Believe the hype: the hike is worth it.
Mt. Mitake aka Mitake-san, is an amazing day trip. Known as a sacred mountain it is host to miles and miles of pristine, untouched forests, mountains, and gorges. Though only about a 90 minute train and bus ride from more central Tokyo, the landscape makes you feel like you are in an entirely different country. This is a location that's been on my to-do list for a while, so when a friend organized a trip to go I jumped at the chance!
Located in the Okutama region, the western-most part of Tokyo, Mt. Mitake is part of the Chichibu-Tama-Kai National Park, covering more than 1250 square kilometers. It is home to Musashi Mitake Shrine with a surrounding village made up of over a dozen Shinto priest families that have been caring for the shrine for centuries. Similar to the more famous Mt. Koya close to Kyoto, which is a popular destination for tourists wishing to spend a night in Buddhist temple lodging, Mitake-san offers the Shinto version of this experience: You can stay in a shukubo (or Shinto priest lodging) overnight.
Just an FYI for those feeling extra adventurous.
We began our trip early in the morning. The intention was to get there, take a bus to the Mitake Cablecar, then ride up the mountainside. But after arriving at the station we decided to begin by exploring the path along Tama River. It was gorgeous, offering both shade and breezes with a fun side of raft-watching! With a little Google-mapping, the bridge you see above took us to a path that lead to secondary bus stop, and while we were all enjoying our second (or third) bottle of water, we were officially well on our way to the top!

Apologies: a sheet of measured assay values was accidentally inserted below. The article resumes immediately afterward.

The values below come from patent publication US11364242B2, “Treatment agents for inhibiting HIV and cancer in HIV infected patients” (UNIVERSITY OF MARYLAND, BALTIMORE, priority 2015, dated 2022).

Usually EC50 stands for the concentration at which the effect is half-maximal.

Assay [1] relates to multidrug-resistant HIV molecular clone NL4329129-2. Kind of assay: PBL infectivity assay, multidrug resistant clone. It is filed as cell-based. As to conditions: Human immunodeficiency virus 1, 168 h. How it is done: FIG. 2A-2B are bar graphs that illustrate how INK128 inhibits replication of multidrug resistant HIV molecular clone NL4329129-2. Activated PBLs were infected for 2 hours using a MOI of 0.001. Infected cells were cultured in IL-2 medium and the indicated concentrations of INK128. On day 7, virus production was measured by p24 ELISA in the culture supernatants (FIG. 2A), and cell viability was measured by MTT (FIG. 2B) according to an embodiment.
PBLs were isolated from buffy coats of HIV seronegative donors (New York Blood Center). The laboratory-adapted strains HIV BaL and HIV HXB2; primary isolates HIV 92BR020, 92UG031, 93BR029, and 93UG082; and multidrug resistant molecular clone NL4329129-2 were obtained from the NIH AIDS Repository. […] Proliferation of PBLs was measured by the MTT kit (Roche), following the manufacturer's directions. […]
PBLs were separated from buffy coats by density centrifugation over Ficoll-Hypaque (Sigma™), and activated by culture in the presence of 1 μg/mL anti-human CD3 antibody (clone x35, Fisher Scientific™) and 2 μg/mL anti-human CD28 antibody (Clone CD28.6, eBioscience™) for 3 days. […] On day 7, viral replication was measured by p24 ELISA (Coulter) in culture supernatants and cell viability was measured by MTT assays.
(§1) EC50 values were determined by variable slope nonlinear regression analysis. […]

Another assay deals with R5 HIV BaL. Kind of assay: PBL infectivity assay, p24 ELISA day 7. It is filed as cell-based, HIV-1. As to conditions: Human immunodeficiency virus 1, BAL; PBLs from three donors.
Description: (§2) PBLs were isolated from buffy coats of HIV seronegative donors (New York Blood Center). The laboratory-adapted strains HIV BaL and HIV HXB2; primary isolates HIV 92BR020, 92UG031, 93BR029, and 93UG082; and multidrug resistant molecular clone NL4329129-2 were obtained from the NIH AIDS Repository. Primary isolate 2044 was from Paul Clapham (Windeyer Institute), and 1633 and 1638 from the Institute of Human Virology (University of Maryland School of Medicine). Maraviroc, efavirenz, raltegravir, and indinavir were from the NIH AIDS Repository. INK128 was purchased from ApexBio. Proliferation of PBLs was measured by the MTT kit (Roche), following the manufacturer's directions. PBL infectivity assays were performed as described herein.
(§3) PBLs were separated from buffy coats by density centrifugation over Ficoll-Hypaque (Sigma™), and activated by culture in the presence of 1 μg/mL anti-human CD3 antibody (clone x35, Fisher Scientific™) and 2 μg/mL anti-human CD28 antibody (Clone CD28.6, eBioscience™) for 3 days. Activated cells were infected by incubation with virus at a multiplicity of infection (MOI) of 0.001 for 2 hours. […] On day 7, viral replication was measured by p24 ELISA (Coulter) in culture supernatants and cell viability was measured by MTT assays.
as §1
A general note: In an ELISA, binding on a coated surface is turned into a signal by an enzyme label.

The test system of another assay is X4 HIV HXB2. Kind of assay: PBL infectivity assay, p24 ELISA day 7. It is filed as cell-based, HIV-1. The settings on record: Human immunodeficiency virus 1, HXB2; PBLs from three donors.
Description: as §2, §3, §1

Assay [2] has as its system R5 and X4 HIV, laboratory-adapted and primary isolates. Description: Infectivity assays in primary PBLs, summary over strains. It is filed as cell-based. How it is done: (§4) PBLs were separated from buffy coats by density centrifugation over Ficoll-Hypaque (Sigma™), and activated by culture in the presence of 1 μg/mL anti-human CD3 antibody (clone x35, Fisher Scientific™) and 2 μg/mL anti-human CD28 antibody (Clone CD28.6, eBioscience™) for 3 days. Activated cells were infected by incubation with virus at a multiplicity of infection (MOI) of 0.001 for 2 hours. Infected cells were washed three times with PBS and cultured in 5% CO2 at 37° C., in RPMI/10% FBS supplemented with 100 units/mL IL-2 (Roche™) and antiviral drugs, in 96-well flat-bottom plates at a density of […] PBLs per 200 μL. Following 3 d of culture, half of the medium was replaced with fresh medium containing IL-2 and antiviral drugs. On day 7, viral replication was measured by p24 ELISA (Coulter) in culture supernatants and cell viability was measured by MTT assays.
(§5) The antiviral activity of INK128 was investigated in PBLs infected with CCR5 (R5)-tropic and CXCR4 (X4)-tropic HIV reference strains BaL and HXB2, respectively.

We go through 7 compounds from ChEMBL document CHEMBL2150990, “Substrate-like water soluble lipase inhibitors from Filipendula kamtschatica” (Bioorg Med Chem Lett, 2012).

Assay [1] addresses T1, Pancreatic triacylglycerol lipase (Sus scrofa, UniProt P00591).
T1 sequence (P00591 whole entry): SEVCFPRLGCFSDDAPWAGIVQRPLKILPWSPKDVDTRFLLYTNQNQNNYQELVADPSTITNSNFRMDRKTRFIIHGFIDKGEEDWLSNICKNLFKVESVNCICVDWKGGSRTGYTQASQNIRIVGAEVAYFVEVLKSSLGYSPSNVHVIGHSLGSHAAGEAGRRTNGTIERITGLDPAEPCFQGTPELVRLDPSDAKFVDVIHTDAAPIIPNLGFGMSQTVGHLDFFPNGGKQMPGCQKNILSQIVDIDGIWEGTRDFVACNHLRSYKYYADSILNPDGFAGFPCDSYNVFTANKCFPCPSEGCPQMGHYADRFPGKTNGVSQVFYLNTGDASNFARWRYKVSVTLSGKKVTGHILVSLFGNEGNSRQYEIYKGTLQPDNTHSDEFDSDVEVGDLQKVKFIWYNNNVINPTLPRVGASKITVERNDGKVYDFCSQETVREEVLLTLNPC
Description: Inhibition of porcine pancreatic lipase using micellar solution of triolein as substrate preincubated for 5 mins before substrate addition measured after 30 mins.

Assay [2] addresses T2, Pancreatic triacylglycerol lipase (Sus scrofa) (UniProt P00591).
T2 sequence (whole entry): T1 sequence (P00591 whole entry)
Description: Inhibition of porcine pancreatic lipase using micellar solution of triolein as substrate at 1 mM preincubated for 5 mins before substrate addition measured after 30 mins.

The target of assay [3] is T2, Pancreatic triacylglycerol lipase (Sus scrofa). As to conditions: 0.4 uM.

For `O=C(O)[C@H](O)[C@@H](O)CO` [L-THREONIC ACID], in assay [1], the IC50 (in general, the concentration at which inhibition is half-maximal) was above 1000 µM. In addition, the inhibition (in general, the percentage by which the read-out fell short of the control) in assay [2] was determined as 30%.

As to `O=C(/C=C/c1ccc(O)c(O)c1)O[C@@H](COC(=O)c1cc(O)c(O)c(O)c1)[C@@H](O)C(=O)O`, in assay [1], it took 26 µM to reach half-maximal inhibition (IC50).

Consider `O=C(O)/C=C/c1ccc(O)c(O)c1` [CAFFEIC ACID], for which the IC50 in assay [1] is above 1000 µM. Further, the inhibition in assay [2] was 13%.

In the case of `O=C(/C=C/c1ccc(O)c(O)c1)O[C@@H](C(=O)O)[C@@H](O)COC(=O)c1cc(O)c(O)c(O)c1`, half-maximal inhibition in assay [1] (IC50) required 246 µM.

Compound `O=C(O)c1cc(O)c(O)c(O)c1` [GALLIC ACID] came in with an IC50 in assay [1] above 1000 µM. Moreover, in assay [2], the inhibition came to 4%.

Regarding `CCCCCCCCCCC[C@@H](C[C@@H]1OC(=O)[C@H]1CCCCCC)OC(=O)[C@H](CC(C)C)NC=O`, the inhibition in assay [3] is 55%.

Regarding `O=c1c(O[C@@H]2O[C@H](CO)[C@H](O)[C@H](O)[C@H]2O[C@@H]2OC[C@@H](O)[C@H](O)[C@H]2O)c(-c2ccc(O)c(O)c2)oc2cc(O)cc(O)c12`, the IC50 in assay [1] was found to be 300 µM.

The Mitake Tozan Railway was a nice, easy ride to the summit, and while it offered us some cool air and amazing views, it also allowed our legs to rest. We were going to be using them very soon...a lot.
Once reaching the summit the red torii gate marked the beginning of our climb. Torii are symbols that mean the area you are about to enter is under divine protection, and considering the scenery and views it made complete sense; they were incomparable. We felt completely removed from the Tokyo we live in day in, day out.
You could smell the trees, were surrounded by hushed conversation and quietude. The air was so clean, and as we began our winding ascent towards the shrine, we took our time enjoying the shaded pathway and beautiful natural scenes around us.
This is where things got a little hairy for me. Walking and running-I can do these things. No problem. Steep inclines require slower steps and some patience. But steps...oh my word steps are the devil.